Stress resilience: the elephant in the boardroom

Woman holding her head over the desk to illustrate stress resilience

Stress resilience is rarely discussed at board level, but failure to address this issue pushes it underground – and the consequences could be calamitous, says PW Consulting’s Tricia Woolfrey

Targets, shareholder value, margins, five-year plans, quarter results, headcount, competition and marketing plans. These are staples of every boardroom. But there is an important item often missing from the agenda: something which is taboo in many organisations, but which can have a dramatic impact on the bottom line.

With one in six workers experiencing depression, anxiety or stress – at an estimated cost of £26bn to the UK economy (Office for National Statistics 2009) – hasn’t stress resilience earned its place in the boardroom?

Whether the problem is manifested in absenteeism or presenteeism, the business suffers. Profits thrive best in an environment where performance and productivity are optimal. That can only happen when employees are healthy, clear-thinking, optimistic, supported – and exhibit stress resilience. It is easy for a sufferer to hide behind a sea of activity but in time deadlines will be missed, deals lost, lines crossed, customer service will suffer and teamwork will erode.

So it makes sense that stress and wellness are part of the boardroom agenda. No one is immune – in fact it is often the highest performers who are most at risk because they push themselves so hard. And it doesn’t help to have a tough management style because that pushes the problem underground. And this is definitely not the kind of problem you want to ignore.

Why? Apart from the reasons already mentioned, it puts your business at risk of legal action if it is found that appropriate steps to safeguard the wellbeing of your employees, to make them more stress resilient, were not taken.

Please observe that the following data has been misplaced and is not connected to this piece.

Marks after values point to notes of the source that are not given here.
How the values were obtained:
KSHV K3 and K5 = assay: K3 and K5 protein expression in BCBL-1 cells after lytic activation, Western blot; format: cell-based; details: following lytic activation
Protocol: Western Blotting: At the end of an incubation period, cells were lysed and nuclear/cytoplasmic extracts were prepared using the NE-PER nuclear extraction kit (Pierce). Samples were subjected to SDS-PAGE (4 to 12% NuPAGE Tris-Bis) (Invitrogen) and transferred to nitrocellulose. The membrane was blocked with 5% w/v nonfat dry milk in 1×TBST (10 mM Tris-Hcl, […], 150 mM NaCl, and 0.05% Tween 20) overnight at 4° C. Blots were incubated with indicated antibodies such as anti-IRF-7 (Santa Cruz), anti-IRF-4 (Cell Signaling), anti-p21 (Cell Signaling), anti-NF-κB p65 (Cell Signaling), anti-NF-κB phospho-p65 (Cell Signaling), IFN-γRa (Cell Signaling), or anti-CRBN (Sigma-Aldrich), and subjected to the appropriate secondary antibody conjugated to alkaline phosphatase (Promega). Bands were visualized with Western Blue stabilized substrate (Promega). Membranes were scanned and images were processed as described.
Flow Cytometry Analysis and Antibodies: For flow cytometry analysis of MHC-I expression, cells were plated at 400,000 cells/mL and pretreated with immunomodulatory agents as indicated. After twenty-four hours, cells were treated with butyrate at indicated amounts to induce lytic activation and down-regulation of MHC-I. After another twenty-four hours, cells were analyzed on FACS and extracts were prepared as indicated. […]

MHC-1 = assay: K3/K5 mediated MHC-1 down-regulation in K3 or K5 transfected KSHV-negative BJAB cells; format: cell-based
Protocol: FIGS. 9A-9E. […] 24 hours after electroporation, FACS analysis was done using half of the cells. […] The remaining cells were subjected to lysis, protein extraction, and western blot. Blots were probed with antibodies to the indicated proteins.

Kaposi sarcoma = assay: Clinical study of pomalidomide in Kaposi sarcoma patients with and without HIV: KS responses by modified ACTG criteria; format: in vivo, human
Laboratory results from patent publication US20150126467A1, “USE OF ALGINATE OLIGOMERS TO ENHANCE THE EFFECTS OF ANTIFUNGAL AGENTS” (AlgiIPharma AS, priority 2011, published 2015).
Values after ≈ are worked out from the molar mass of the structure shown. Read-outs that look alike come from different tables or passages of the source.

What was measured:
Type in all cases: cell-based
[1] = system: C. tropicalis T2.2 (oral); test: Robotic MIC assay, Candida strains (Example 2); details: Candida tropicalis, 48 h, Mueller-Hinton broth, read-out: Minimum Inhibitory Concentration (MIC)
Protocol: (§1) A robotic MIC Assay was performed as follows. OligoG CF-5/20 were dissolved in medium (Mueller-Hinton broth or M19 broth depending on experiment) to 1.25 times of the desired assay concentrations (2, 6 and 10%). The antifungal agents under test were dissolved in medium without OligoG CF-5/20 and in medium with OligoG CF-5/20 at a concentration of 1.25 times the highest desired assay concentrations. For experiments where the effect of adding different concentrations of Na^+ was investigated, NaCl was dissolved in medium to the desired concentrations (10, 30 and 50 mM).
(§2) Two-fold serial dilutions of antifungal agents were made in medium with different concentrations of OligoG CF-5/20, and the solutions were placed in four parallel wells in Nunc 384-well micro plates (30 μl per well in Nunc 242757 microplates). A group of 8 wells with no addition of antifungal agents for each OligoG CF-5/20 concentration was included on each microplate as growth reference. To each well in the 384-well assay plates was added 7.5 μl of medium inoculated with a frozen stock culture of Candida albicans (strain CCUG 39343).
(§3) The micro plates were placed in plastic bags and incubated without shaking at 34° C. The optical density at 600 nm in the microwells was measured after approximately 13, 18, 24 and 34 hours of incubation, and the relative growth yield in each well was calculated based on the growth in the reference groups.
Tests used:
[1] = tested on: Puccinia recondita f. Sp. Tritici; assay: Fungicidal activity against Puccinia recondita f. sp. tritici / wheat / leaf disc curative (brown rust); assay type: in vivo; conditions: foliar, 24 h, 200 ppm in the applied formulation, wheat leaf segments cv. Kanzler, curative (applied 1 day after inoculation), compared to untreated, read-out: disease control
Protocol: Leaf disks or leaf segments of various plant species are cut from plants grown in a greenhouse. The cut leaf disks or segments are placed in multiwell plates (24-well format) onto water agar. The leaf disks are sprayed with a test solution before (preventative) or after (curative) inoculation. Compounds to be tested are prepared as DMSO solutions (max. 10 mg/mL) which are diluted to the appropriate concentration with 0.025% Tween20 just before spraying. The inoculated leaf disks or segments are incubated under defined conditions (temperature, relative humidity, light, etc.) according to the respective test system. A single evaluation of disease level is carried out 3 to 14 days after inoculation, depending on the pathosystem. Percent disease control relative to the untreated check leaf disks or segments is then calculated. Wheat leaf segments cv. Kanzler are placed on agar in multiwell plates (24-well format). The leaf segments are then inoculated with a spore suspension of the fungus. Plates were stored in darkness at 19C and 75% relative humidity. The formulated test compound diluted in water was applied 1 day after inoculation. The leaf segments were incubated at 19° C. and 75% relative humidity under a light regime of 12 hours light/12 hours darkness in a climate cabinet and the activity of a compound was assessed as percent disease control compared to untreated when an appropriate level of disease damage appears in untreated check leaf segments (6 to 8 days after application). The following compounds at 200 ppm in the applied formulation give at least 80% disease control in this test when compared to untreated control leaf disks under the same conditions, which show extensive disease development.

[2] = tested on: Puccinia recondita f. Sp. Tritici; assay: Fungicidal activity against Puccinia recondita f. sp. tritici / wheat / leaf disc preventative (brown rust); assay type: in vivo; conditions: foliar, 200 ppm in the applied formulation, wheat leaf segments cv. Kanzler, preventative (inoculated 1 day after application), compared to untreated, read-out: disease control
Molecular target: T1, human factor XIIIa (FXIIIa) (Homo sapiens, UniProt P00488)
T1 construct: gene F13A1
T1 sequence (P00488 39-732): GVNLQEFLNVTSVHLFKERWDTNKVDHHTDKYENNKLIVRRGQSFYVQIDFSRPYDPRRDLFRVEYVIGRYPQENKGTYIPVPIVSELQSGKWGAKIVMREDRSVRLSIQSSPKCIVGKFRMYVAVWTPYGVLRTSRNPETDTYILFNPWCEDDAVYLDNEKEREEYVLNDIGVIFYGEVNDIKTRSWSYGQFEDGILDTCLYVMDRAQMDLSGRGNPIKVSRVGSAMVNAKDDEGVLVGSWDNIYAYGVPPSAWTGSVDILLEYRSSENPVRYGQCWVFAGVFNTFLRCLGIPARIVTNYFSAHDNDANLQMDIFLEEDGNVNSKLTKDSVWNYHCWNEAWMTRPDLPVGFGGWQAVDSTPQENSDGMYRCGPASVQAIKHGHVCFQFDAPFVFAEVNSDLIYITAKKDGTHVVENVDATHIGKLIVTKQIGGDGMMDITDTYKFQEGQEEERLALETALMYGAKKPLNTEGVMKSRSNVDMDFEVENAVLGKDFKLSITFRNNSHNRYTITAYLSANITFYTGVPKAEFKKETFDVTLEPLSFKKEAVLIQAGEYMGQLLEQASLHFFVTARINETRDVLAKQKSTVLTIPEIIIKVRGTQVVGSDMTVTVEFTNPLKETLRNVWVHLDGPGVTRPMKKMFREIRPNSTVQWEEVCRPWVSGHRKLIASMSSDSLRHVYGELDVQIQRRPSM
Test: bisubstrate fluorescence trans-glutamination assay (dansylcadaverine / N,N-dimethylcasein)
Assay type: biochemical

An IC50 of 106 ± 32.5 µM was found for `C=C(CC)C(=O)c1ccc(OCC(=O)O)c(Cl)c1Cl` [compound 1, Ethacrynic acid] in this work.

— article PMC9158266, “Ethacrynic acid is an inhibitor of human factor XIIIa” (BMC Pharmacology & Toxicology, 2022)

And then there is the risk to your brand – that’s something you can’t put a price on.

Hiring good staff is a long and expensive process. Training them is an additional investment. Attracting top talent is harder if you have a reputation for letting good people crash and burn. So it makes sense to safeguard your investment with a good stress and wellness strategy. Because taking care of your employees is taking care of business.

Low stress resilience – the warning signs

But for now, here are a few of the early-warning signs to look out for:

  • More errors being made
  • Greater resistance to change
  • Increase in interpersonal tensions
  • Rise in absenteeism
  • Timelines being missed
  • Reduction in office banter
  • Surge in emotional outbursts or aggression
  • Less tolerance
  • More withdrawn
  • More forgetful

Other changes to be aware of include tearfulness, more cigarette breaks, eating more junk food, alcohol on breath, laughter which seems forced, appearing vacant or shut down during conversations, being more negative or cynical.

In these lean and mean times, it is tempting to take a hard line but that is likely to push the problem deeper. Creating fear may bring short-term results but it is bound to create long-term problems which are harder to resolve. In any event, it is likely to be one of the causes of the problem in the first place.

Training your management team on how to identify and manage people who are at their lowest ebb will certainly help. Teaching your employees how to become more stress resilient will improve profitability, loyalty and the not-to-be underestimated atmosphere in the office.

About author

Tricia Woolfrey

Tricia Woolfrey

Tricia Woolfrey is an expert in stress-resilience, performance and productivity with PW Consulting

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